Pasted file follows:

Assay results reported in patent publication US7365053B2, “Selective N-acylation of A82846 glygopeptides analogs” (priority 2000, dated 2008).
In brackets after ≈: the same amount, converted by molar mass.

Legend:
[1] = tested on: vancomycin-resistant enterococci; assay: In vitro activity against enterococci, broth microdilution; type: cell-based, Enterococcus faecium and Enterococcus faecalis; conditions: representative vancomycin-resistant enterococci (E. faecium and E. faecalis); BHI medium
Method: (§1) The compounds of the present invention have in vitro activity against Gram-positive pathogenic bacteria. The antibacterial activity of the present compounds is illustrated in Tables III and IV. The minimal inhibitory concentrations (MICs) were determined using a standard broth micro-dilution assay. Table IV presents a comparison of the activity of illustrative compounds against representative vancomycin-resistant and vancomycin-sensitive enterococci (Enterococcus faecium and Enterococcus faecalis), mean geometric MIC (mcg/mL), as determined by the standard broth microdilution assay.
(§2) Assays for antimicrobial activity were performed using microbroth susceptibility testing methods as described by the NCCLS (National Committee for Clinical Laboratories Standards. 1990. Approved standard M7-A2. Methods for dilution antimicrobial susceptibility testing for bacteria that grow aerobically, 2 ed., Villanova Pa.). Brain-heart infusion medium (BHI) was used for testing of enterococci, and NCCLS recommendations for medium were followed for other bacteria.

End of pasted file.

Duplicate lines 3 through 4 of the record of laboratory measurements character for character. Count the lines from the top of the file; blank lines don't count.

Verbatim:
Legend:
[1] = tested on: vancomycin-resistant enterococci; assay: In vitro activity against enterococci, broth microdilution; type: cell-based, Enterococcus faecium and Enterococcus faecalis; conditions: representative vancomycin-resistant enterococci (E. faecium and E. faecalis); BHI medium